Safely imaging cleared tissues
Researchers and engineers develop a reusable imaging chamber that is compatible with organic solvents.
Acquiring microscopic images through large tissues is limited by the opaqueness of these samples. In order to penetrate many layers of cells and see deep inside tissues, researchers have come up with various ways to create a uniform refractive index throughout the sample, rendering it virtually transparent. These methods, known as tissue clearing, made it possible to image large and complex 3D structures with unprecedented depth and resolution.
One such method was developed by scientists at the IMP - Research Institute of Molecular Pathology, together with colleagues at IMBA - Institute of Molecular Biotechnology (Masselink et al., 2019). The protocol is easy to apply and can be used to clear a wide range of tissues in several species, including Drosophila melanogaster, zebrafish, axolotl and Xenopus laevis. What sets it apart from other methods that are based on organic solvents is its use of the non-toxic substance ethyl cinnamate as clearing agent.
While a powerful method, this procedure still provides several challenges. Organic solvents can be dangerous to equipment and personnel. Another concern is that for the existing clearing methods there are only few available dishes compatible with the reagents used. These disposable plastic dishes provide insufficient protection and they constitute a significant ecological footprint that goes against the declared aim to reduce lab-waste.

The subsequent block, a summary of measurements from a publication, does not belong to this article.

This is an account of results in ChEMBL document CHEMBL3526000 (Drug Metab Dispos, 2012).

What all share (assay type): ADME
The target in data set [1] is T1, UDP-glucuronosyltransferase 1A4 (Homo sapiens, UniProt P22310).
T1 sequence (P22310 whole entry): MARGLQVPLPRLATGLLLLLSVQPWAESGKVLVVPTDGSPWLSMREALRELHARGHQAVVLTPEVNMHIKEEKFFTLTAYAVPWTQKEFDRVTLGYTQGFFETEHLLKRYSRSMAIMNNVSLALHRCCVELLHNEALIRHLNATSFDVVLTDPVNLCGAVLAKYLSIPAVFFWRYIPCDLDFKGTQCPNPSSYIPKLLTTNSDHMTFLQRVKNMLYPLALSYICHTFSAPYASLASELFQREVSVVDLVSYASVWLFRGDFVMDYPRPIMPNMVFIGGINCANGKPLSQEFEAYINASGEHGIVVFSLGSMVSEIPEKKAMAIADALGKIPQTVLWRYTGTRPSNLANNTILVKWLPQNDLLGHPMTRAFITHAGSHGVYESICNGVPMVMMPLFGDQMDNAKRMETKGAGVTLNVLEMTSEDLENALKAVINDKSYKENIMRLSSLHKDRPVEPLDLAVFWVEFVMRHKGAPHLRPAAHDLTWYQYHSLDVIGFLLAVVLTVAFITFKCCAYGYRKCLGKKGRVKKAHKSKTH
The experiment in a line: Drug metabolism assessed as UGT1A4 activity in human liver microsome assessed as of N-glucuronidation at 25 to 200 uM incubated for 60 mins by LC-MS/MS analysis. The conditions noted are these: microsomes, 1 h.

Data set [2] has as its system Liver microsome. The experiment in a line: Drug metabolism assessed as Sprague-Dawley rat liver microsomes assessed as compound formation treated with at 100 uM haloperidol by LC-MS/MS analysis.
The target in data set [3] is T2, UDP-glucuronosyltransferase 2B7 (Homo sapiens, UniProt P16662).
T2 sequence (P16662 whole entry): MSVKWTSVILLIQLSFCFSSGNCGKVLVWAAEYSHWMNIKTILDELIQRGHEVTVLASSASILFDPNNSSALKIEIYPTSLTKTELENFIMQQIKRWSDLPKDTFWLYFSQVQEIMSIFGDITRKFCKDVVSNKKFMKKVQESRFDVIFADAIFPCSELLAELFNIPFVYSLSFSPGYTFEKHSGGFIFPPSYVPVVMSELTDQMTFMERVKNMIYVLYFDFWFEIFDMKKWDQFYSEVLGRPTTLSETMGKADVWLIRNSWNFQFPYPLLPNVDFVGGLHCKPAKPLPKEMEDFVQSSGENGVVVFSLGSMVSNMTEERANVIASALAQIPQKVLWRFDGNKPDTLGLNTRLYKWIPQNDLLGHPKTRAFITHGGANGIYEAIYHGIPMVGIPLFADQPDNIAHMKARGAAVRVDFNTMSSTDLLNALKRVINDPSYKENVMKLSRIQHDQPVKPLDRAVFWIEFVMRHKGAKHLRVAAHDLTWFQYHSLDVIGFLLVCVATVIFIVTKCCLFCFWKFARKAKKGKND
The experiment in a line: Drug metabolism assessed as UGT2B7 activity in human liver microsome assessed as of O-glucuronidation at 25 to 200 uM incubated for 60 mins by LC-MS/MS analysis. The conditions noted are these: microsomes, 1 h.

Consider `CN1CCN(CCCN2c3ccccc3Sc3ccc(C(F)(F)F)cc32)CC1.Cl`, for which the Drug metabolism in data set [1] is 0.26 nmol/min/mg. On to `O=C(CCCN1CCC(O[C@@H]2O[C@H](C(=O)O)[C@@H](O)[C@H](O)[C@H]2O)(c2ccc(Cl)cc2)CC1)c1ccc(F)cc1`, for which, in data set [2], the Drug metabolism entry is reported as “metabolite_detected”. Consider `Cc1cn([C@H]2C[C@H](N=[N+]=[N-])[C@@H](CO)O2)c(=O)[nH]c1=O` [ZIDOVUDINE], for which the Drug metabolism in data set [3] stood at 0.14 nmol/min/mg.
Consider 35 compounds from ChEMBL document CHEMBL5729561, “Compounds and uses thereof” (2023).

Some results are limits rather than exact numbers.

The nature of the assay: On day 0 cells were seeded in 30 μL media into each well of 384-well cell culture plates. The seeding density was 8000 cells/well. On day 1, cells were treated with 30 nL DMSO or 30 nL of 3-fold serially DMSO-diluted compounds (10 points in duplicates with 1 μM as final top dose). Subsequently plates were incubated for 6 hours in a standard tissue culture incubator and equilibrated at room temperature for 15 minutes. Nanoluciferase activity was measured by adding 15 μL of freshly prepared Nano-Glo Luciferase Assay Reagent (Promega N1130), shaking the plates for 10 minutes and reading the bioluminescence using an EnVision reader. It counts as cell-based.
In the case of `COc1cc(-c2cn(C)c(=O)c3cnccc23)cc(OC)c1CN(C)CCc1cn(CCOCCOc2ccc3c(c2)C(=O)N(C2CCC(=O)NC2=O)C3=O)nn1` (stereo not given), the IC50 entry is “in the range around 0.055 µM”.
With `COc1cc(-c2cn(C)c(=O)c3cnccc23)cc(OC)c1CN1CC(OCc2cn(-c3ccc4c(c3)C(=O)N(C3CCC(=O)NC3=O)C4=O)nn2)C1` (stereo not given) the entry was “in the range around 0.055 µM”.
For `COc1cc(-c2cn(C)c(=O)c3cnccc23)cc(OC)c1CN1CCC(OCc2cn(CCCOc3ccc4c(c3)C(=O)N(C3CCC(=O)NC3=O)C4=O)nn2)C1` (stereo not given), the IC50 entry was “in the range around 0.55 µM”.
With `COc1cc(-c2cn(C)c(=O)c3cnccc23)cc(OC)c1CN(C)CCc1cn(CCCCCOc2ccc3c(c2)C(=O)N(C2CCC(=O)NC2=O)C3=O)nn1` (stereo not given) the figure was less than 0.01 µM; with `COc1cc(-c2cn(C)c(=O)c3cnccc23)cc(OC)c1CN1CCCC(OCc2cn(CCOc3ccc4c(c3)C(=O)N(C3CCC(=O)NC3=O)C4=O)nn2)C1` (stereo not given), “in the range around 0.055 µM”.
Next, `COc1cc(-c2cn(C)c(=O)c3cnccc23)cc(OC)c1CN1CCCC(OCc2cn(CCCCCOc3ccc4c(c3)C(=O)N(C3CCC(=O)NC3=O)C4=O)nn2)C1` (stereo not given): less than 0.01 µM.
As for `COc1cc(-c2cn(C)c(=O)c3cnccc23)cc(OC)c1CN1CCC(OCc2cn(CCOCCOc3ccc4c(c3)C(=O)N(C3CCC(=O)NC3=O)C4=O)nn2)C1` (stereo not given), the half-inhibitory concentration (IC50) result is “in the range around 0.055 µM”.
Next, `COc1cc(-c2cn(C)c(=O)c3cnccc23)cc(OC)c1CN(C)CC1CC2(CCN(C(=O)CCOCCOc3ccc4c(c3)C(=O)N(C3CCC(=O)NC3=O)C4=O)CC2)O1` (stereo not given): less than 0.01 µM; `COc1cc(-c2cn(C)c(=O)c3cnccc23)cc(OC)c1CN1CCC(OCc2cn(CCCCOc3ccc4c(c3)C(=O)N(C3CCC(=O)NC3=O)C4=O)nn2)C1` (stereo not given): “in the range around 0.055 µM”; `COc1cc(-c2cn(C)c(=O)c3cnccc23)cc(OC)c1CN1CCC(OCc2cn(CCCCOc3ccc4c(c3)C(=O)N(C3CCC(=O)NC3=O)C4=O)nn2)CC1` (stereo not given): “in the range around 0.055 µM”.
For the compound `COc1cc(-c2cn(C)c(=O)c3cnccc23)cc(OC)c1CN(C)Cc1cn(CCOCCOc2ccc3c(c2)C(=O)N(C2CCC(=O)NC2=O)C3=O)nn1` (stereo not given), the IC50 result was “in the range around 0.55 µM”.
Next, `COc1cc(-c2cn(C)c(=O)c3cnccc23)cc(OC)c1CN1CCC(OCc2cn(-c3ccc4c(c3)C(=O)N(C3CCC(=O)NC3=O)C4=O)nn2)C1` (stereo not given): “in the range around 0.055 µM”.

A group of researchers and engineers at the IMP has now taken the development one step further. Postdoc Wouter Masselink from the Tanaka-lab teamed up with scientific workshop leader Martin Colombini and microscopy specialist Pawel Pasierbeck to devise a safe and reusable imaging chamber that would make shared microscope facilities more accepting of allowing cleared tissue samples on their scopes.
In a technical report published in the current issue of Microscopy, Colombini et al. describe the development of a sample chamber that is resistant to all commonly used organic solvents. Furthermore, the universal system is compatible with a wide range of equipment due to universal microscope mounts. The chamber is easy to assemble and significantly improves the working environment in a central microscopy unit. To encourage the use of these chambers, the design is publicly available for download. The Austrian Science Fund FWF supported the work.
Martin Colombini, Pawel Pasierbek, and Wouter Masselink. A safe and reusable imaging chamber compatible with organic solvents. Microscopy, 25 April 2020
Wouter Masselink, Daniel Reumann, Prayag Murawala, Pawel Pasierbek, Yuka Taniguchi, François Bonnay, Katharina Meixner, Jürgen A. Knoblich and Elly M. Tanaka. Broad applicability of a streamlined ethyl cinnamate-based clearing procedure. Development (2019) 146.